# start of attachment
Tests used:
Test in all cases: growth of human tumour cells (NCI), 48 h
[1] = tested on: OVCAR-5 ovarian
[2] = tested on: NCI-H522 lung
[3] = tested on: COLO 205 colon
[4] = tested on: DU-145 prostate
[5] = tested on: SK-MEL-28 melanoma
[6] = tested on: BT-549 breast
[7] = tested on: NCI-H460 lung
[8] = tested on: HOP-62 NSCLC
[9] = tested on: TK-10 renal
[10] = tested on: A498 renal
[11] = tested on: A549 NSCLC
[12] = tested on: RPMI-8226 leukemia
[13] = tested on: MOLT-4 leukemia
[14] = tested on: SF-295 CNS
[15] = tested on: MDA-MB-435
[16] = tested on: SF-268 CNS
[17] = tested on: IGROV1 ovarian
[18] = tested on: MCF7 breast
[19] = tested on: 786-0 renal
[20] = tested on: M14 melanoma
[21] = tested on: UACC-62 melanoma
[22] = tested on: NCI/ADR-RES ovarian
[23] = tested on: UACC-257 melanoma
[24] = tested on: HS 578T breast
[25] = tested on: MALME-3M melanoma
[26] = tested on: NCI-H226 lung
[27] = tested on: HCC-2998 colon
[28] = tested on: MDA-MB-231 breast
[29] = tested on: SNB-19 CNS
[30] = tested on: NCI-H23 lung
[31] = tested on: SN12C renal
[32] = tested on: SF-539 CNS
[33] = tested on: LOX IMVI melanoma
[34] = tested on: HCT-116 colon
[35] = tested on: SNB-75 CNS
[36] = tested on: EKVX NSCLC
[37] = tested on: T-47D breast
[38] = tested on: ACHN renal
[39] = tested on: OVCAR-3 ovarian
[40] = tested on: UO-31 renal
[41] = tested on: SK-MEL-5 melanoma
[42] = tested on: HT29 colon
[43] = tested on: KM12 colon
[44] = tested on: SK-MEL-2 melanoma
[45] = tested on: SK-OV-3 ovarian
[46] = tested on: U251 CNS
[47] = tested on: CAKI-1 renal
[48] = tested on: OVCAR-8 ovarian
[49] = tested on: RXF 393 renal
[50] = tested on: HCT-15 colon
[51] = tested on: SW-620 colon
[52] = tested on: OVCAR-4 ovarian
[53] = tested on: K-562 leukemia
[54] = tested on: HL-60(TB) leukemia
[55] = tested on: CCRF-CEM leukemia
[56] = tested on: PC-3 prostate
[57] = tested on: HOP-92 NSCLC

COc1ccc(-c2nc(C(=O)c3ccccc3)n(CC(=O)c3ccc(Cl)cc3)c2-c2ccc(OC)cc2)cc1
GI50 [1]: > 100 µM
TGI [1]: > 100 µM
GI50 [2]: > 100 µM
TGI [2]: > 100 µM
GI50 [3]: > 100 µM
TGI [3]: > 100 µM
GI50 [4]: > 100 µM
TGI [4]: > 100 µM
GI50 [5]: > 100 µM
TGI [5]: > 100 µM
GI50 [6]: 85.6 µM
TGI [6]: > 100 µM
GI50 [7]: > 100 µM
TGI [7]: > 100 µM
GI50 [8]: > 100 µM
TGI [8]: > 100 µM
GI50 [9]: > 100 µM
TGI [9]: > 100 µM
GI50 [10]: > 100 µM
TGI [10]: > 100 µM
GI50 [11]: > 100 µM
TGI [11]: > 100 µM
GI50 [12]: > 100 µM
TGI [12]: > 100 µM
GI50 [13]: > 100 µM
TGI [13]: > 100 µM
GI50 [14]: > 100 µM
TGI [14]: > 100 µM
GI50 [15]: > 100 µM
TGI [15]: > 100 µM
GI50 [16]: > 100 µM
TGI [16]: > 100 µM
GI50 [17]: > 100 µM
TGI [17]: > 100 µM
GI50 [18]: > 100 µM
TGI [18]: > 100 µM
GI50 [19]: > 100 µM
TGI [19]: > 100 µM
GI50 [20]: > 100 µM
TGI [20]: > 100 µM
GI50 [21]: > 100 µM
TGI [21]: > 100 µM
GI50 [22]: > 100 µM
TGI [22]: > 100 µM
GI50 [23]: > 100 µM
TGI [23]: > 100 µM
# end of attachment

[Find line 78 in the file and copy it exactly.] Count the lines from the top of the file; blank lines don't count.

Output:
TGI [9]: > 100 µM